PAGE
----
-The ridiculous and disjointed murder mystery plot that takes place on the sidelines and belongs nowhere in this story. That whole ending with the fire in the lab to help Ryan find closure could've been conceived any number of ways without that. Kaje writes some great mysteries in her Life Lessons series, but this one just wasn't working on any level.
-The bitchy ex-wife. Yes, bitchy ex-wives exist. So do bitchy ex-husbands. But John's nothing but patient and understanding with her. Mm-hmm. Sorry, it felt contrived, like the only way we could root for John and Ryan to end up with Mark was if Cynthia and her new husband were The Worst Ever. Cynthia isn't rounded out at all. Why does she treat John the way she does? Just because she's been brainwashed by Brandon? That doesn't jive with me. I feel like there's a part of this story we're not hearing. Probably because we only ever get John's side. Speaking of...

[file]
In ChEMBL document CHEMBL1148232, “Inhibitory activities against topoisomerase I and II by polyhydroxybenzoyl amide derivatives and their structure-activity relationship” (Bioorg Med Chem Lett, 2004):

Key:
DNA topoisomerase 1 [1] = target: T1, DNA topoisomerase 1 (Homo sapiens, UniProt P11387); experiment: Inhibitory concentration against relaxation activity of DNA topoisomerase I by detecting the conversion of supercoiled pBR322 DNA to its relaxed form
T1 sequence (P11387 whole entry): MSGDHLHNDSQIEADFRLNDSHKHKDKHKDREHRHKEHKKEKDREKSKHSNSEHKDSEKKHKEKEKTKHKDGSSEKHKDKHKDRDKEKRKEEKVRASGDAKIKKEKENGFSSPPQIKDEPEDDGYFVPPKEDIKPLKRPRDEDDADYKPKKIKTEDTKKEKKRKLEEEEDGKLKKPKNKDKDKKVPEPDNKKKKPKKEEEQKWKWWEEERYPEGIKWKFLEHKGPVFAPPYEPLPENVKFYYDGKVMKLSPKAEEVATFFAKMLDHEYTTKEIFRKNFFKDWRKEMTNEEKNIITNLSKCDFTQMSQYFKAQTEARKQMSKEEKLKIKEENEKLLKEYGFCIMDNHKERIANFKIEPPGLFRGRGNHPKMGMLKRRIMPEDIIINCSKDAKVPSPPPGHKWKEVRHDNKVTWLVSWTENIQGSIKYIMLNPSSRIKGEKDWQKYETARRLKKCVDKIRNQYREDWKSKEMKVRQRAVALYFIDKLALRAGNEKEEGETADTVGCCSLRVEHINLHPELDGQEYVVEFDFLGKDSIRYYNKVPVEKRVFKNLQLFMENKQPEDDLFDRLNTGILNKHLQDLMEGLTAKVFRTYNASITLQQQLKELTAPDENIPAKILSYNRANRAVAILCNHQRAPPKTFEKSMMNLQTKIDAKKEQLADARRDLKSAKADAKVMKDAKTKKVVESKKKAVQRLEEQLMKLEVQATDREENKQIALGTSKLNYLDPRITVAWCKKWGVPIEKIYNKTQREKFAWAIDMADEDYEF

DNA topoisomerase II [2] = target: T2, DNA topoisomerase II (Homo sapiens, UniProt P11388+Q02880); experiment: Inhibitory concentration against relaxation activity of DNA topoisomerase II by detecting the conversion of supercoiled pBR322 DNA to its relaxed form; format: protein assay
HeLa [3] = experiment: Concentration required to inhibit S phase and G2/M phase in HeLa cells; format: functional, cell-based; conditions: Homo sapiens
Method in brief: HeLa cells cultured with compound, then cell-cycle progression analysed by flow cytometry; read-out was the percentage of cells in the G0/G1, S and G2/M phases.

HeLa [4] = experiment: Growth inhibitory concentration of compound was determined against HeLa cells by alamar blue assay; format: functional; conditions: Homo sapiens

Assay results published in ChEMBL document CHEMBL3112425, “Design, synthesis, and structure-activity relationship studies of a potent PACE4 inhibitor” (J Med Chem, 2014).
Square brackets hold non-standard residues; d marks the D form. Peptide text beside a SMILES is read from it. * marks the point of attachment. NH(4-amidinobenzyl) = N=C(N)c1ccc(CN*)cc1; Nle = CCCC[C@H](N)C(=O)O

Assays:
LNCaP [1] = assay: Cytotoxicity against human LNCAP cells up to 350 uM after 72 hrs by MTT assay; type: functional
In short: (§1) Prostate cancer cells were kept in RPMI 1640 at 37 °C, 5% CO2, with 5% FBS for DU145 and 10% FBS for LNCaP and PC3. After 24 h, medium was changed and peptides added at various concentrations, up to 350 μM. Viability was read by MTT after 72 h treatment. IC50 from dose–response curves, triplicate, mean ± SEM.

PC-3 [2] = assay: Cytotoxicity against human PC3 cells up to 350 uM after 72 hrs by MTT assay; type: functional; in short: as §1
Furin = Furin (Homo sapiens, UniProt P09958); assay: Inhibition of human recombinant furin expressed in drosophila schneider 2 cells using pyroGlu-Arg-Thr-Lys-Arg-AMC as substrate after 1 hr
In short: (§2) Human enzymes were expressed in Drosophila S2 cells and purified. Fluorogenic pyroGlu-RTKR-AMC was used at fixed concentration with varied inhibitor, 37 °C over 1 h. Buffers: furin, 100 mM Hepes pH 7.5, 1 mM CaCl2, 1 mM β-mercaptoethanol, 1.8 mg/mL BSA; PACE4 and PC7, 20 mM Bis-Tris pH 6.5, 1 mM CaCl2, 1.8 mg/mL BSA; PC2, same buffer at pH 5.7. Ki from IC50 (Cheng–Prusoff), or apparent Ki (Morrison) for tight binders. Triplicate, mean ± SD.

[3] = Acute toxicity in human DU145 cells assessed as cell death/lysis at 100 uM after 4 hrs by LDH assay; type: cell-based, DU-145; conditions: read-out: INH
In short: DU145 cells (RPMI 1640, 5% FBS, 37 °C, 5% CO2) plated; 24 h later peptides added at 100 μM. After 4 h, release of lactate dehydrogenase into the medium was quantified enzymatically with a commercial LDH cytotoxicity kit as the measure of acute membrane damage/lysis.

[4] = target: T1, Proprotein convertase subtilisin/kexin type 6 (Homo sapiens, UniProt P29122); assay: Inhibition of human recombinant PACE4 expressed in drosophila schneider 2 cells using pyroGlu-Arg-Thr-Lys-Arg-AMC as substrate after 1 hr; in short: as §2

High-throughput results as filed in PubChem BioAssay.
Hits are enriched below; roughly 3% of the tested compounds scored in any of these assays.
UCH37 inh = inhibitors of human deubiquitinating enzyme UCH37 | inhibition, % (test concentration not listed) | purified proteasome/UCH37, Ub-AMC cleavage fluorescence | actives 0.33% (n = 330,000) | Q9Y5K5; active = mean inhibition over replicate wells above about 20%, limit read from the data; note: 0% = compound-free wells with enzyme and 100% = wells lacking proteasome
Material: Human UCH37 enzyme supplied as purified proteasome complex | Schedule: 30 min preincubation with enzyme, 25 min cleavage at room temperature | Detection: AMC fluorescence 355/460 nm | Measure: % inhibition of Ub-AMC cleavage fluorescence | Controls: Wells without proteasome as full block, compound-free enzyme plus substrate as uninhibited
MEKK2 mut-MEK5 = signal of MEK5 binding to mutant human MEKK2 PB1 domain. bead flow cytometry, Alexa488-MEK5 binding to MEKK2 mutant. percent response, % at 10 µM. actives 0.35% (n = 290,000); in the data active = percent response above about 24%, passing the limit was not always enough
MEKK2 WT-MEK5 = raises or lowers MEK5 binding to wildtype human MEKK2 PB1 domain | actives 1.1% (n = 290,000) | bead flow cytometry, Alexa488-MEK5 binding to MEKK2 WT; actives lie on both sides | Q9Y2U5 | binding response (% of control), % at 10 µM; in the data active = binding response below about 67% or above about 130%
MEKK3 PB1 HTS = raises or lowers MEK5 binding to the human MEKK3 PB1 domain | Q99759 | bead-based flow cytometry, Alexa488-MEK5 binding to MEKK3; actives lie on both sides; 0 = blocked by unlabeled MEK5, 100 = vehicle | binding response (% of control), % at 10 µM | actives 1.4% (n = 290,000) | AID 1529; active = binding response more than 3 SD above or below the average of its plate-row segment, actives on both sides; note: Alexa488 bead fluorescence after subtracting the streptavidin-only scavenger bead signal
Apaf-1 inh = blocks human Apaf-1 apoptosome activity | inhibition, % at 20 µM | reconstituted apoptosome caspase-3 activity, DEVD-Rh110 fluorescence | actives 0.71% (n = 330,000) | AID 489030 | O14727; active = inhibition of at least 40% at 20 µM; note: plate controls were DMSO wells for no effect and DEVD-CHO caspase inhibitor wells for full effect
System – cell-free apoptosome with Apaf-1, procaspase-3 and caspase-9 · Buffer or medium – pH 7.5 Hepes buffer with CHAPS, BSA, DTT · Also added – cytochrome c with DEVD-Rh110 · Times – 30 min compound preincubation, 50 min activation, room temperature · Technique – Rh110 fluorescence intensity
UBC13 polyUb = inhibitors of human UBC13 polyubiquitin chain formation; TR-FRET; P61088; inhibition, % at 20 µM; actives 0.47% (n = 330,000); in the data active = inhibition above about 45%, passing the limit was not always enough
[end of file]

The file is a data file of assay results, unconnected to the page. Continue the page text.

-John's a martyr. How is this man, who works as a gardener at a small university, able to pay $2000 PER MONTH child support? And a mortgage? And his regular bills? And food? There's a brief explanation that he used to make more money, but he clearly isn't rolling in the dough now. Get thee to a family court and adjust that court order to a more reasonable amount. He's worried about his kids getting the things they need. Brandon's rich. I think they're covered. John insisting that he had to pay all that child support felt more like an ego stroke than anything else. And now that he has Mark, that child support should be cut in half, but that's not even discussed. Also, Cynthia may have custody, but most court orders cover taking the children out of the state without the other parent's permission. Did John ever bother trying to fight it, maybe get 50/50, especially since she's been denying him visitation? But of course St. John is fine with this. He just wishes he could see his kids more often. I wanted to smack him constantly in the early parts of the book until he started finding his backbone.